The first clue to that question lies in the delivery timeline of Model 3 base version.
Deliveries of the $35,000 – 220 mile range Model 3 (base version) is expected to begin in six to nine months from now. So Tesla has a maximum of six to nine months to start overseas delivery of its current models, Performance Version, Dual Motor All Wheel Drive and Long range battery – Rear Wheel Drive.
Tesla is building only these three models now. Production process is set and the company is on the verge of hitting a max production rate of 5000 Model 3s per week.
If Tesla manages to build an average of 3000 to 5000 cars per week over the next six months, they will deliver 81,000 to 135,000 cars during this period. At that pace, its extremely likely that Tesla will exhaust its entire pool of North American customers who are ready to pay for these higher priced versions.
But if you are Tesla, you obviously want to sell as many of these models as you possibly can.
After Tesla exhausts its current market in North America for these models
Will Tesla continue to build high margin versions and start exporting them?
Will they start building lower margin versions and deliver it to US customers?
Tesla is certainly not going to choose the second option, because it makes no sense. No Automaker will ever choose the second option over the first one, unless there are some external factors influencing their decision.
How many of these high margin Model 3s can Tesla sell in North America?
Even Tesla does not have a clear answer to that question.
That’s why the recent Model 3 price cut and mass invitation to Model 3 reservation holders in North America. To size up the potential market for these models.
Let’s do some math to narrow things down.
Tesla had more than 450K net reservations for Model 3 by the end of March 31, 2018.
In 2017, United States accounted for nearly half of Tesla’s sales. Model 3 is not going to deviate far away from that number.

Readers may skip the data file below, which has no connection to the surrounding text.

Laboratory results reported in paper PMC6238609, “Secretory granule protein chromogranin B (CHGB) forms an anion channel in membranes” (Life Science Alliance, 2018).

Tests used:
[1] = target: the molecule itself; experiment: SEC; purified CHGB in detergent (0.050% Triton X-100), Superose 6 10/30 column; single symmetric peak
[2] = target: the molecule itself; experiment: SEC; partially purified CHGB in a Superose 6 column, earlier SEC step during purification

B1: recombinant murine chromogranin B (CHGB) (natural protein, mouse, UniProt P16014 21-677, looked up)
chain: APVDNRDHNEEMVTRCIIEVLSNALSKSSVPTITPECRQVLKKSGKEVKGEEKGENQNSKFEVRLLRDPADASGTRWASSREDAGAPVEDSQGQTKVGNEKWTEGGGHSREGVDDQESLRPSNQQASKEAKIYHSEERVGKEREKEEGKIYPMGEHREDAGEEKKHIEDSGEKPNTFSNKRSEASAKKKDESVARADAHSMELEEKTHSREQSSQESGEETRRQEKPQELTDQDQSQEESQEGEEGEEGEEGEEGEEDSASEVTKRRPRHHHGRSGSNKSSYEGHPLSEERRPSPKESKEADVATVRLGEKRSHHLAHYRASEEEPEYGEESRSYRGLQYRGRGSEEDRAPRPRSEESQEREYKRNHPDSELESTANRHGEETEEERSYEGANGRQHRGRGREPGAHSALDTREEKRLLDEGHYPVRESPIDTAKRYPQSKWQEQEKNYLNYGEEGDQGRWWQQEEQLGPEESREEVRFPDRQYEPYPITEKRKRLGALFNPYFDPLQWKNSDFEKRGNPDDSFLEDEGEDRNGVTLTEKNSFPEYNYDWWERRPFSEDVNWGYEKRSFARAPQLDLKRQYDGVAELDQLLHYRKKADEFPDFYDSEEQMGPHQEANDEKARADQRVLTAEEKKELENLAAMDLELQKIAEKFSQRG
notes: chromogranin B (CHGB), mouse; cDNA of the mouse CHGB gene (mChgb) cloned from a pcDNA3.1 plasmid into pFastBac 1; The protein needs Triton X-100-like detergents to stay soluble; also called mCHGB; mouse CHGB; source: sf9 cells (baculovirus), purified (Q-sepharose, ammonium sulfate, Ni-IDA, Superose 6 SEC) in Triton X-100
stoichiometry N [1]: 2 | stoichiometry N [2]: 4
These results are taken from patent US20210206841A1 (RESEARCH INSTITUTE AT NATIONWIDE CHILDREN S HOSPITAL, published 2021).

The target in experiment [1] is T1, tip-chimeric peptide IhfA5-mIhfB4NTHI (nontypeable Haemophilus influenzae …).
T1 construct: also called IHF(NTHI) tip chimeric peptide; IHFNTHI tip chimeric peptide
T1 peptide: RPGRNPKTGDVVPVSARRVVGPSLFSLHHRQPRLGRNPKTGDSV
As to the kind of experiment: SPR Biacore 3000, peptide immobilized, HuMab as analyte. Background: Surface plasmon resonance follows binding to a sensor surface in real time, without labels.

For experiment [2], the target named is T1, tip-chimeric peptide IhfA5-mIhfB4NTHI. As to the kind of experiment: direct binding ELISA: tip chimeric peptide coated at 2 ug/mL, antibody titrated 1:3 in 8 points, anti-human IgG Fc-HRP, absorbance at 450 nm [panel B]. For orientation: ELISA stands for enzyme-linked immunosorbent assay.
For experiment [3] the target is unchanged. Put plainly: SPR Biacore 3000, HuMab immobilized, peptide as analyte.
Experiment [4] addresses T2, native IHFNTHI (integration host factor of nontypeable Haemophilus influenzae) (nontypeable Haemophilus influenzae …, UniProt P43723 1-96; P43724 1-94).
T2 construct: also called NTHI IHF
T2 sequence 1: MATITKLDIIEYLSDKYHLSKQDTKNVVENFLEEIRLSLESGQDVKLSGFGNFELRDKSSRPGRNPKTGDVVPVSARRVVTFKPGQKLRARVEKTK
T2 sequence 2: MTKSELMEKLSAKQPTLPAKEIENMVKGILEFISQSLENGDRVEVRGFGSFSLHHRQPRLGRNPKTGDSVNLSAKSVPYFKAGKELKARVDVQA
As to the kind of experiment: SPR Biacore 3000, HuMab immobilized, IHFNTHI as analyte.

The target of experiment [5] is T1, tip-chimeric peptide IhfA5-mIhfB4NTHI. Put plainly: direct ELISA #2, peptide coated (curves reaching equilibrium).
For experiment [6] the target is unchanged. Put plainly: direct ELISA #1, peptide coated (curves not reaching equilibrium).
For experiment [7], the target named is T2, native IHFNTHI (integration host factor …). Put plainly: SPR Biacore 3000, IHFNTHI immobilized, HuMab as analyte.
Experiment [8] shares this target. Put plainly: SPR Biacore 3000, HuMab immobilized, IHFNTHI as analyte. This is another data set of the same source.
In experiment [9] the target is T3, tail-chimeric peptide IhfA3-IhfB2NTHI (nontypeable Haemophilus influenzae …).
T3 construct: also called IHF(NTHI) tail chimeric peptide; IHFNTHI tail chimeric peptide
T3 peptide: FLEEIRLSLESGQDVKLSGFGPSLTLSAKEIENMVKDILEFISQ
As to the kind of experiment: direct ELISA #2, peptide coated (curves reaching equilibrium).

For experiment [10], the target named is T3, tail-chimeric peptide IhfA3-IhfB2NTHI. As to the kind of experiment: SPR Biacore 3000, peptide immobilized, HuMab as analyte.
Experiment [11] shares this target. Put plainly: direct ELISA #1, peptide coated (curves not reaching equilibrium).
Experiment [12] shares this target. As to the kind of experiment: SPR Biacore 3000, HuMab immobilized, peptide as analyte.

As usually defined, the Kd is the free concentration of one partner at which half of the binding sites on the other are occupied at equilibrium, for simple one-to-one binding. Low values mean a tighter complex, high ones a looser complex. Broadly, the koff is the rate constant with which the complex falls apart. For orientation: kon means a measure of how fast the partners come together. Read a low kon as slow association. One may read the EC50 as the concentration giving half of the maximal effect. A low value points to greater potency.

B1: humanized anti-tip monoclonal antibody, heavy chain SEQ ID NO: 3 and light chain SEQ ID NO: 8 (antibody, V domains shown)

Lets assume 50% of net reservations are from North America. (Tesla sales in Canada was just 3,478 last year)
50% of 450K is 225k.
How many among this 225k potential customers are willing to pay more than $50k for Model 3?
Data Source: Goodcarbadcar
The US luxury segment reported sales of 835,572 units in 2017. As you can see from the chart above, the size of the market shrinks drastically as price moves north.
Tesla was able to garner hundreds of thousands of Model 3 reservations in United States because the small luxury segment (+$35K) where it wants to compete is worth half a million units annually and the mid-size luxury segment (+$50K) is worth more than a quarter million units.
Had Tesla announced Model 3 price will be more than $50k at the time of unveil, the number of total reservations would have been much lower than were it is now.
Let us assume that Tesla’s reservation base to have the same volume distribution as US luxury car segment.
Large luxury car – 9.55%,
Mid Size luxury – 35.44%
Small luxury – 55%
More than half of Tesla’s current reservation holders will be around the $35K price point. (50% is a highly conservative estimate and I expect it to be much higher. )
Potential size of customer base for the higher priced versions of Model 3.
10% of reservations holders – 22,500 Customers
20% – 45,000
30% – 67,500
40% – 90,000
Tesla is very close to reaching Model 3 production capacity of 5000 cars per week.
If Tesla manages to build an average of 3000 to 5000 cars per week over the next six months, they will deliver 81,000 to 135,000 cars during this period.
Tesla will clearly exhaust its customer base in North America for these high priced models within the next six months.
Tesla will definitely start shipping Model 3 overseas during the fourth quarter of the current fiscal. If production capacity keeps ramping up at the current pace, there is a good chance for Tesla to start overseas shipping during the third quarter itself.